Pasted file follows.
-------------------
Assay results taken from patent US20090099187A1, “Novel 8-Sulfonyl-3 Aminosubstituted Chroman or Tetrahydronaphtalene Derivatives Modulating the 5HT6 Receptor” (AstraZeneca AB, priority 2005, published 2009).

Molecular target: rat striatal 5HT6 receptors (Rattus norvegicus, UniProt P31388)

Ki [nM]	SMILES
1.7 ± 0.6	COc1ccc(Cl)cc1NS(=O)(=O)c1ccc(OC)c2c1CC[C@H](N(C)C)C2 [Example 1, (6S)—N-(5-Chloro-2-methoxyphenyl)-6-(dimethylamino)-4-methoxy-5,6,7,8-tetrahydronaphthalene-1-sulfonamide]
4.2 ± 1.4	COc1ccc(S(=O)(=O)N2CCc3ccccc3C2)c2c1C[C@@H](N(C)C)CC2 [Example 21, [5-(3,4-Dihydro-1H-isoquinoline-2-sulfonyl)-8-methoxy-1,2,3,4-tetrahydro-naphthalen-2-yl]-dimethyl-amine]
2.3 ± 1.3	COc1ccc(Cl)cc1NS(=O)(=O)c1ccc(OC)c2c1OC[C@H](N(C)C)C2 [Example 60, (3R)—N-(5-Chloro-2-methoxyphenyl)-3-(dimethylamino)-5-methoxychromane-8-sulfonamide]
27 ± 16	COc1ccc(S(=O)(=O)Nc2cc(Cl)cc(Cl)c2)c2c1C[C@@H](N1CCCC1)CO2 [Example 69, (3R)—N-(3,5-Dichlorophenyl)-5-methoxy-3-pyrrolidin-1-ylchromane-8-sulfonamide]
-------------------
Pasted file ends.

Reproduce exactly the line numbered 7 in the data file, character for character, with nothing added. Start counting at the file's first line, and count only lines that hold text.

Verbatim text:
27 ± 16	COc1ccc(S(=O)(=O)Nc2cc(Cl)cc(Cl)c2)c2c1C[C@@H](N1CCCC1)CO2 [Example 69, (3R)—N-(3,5-Dichlorophenyl)-5-methoxy-3-pyrrolidin-1-ylchromane-8-sulfonamide]